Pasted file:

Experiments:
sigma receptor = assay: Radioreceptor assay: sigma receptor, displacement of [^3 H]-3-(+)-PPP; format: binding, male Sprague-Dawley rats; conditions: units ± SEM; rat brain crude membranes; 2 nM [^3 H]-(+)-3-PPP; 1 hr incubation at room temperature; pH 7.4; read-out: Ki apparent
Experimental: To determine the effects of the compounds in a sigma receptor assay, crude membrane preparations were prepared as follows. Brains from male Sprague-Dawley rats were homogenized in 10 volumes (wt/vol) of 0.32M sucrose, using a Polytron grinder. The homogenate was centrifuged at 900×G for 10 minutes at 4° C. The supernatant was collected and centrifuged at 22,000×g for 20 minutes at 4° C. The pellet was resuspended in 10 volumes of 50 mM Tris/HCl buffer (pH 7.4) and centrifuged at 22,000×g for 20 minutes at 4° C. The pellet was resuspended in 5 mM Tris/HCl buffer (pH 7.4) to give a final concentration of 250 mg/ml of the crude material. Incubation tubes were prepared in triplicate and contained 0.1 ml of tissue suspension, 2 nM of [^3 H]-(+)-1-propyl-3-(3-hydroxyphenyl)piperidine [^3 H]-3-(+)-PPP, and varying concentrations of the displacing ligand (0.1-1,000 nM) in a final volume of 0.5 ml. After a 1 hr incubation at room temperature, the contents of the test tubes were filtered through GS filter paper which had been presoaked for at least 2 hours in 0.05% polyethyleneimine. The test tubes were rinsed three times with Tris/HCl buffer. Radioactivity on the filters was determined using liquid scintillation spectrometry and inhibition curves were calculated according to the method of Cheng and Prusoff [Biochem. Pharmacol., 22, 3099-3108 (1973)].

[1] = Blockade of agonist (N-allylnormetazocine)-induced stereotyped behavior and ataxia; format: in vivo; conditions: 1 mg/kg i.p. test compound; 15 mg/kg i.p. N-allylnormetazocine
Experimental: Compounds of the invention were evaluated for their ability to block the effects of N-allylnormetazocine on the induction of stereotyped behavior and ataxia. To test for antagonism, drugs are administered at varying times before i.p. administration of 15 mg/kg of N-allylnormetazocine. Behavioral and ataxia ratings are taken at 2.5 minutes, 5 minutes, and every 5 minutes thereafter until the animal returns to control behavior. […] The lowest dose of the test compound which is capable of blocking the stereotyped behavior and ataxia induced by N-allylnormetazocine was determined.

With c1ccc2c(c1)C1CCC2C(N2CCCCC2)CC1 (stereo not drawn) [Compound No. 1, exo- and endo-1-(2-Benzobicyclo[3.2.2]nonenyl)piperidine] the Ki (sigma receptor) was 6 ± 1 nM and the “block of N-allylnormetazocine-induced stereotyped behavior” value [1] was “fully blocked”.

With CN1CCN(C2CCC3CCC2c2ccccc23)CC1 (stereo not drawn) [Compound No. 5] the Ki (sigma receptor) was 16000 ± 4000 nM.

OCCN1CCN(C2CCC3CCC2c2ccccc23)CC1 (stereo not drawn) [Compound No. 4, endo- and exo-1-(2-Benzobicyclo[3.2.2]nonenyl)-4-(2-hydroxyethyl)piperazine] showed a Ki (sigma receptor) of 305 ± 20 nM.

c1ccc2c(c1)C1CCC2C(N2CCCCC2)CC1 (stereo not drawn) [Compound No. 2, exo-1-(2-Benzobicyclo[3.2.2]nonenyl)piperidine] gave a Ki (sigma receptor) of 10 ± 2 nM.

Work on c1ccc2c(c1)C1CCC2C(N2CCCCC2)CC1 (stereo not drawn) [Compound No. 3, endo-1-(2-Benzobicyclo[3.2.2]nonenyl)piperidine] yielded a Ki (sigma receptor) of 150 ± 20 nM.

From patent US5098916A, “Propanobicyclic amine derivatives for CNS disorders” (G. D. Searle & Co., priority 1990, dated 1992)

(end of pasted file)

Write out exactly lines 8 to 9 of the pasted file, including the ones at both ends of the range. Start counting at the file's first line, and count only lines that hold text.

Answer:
OCCN1CCN(C2CCC3CCC2c2ccccc23)CC1 (stereo not drawn) [Compound No. 4, endo- and exo-1-(2-Benzobicyclo[3.2.2]nonenyl)-4-(2-hydroxyethyl)piperazine] showed a Ki (sigma receptor) of 305 ± 20 nM.

c1ccc2c(c1)C1CCC2C(N2CCCCC2)CC1 (stereo not drawn) [Compound No. 2, exo-1-(2-Benzobicyclo[3.2.2]nonenyl)piperidine] gave a Ki (sigma receptor) of 10 ± 2 nM.